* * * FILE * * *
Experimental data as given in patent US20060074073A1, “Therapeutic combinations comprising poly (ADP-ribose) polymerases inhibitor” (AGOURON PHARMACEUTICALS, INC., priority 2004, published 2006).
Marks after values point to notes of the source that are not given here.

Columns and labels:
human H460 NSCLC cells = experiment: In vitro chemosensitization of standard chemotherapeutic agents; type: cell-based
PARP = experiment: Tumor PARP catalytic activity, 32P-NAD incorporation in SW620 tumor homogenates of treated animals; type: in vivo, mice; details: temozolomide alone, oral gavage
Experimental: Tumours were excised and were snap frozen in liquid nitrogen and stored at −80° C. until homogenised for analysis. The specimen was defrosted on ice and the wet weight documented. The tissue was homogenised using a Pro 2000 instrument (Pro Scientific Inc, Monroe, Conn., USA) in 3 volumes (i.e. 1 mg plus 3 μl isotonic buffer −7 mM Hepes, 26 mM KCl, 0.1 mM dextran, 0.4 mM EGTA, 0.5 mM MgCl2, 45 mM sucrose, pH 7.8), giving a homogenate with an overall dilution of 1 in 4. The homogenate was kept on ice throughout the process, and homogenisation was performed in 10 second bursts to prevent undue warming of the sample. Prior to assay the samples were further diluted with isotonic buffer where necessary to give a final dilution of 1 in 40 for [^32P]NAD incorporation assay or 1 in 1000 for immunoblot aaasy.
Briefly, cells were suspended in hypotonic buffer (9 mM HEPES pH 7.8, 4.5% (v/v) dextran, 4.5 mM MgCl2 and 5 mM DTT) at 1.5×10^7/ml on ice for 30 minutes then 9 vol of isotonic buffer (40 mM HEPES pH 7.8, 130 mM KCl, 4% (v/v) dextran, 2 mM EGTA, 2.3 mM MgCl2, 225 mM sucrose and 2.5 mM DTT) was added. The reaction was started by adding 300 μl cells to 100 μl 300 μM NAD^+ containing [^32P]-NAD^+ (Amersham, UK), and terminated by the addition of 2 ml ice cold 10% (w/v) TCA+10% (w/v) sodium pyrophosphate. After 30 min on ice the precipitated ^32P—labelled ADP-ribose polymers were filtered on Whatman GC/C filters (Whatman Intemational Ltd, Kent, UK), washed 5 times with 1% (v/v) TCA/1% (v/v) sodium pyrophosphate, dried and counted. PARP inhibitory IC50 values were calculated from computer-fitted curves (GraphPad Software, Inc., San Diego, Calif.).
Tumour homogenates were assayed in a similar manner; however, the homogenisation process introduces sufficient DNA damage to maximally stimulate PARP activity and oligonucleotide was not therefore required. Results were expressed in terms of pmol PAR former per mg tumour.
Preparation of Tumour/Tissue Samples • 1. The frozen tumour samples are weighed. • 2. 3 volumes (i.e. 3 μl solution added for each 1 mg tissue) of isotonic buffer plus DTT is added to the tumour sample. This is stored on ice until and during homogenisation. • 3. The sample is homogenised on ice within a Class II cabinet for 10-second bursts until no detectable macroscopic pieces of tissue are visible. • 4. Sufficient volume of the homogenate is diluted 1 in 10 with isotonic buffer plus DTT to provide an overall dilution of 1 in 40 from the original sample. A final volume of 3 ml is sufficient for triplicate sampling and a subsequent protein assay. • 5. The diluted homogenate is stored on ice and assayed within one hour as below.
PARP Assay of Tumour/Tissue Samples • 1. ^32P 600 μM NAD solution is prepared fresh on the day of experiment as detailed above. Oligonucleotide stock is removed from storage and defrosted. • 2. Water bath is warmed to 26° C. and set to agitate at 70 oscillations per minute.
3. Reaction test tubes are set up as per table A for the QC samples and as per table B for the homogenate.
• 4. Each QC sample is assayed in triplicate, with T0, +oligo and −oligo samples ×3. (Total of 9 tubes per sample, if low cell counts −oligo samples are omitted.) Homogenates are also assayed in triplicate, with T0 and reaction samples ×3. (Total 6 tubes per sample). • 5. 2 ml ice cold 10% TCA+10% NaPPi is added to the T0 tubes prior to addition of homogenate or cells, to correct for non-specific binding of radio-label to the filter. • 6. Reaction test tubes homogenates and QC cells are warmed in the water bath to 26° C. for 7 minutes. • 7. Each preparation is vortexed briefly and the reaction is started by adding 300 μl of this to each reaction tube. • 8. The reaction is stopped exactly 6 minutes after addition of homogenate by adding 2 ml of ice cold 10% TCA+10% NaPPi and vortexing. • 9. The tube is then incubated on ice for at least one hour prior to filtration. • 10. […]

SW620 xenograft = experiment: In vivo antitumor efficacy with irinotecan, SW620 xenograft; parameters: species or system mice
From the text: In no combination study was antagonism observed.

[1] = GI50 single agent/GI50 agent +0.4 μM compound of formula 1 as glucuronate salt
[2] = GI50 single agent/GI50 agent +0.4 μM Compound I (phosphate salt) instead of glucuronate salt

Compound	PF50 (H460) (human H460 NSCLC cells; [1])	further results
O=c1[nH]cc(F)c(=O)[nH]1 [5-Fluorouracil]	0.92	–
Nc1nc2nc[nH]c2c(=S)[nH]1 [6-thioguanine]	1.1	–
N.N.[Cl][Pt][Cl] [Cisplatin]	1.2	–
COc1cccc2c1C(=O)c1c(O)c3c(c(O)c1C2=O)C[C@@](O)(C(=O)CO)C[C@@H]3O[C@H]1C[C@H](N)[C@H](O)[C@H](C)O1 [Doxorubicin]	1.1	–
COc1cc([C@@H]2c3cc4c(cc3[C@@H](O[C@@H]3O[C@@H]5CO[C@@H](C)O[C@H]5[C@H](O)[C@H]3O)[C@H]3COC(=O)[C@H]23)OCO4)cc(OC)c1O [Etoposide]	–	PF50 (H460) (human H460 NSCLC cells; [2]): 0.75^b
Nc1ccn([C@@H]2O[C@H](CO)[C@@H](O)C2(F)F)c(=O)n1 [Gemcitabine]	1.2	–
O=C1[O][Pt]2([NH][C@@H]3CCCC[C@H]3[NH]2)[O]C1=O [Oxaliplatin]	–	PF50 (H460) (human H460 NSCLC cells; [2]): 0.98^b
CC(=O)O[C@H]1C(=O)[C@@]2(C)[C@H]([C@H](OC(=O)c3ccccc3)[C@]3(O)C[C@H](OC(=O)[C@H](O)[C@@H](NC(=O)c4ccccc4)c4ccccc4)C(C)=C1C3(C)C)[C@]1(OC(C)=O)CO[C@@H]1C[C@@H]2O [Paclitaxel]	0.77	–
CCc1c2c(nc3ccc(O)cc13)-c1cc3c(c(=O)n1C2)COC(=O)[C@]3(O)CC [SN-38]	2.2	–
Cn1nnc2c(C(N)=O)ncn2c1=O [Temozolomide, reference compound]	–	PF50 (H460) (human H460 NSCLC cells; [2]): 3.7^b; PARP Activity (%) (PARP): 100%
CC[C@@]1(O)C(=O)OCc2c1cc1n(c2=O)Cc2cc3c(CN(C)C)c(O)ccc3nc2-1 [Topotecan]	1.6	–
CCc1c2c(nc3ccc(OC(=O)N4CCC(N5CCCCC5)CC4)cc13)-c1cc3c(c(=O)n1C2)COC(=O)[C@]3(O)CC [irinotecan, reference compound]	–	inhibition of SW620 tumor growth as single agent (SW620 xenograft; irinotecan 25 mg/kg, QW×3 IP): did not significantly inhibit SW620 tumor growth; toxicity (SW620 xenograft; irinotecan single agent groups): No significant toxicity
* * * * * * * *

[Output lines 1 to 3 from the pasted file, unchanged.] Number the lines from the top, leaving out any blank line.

Experimental data as given in patent US20060074073A1, “Therapeutic combinations comprising poly (ADP-ribose) polymerases inhibitor” (AGOURON PHARMACEUTICALS, INC., priority 2004, published 2006).
Marks after values point to notes of the source that are not given here.

Columns and labels: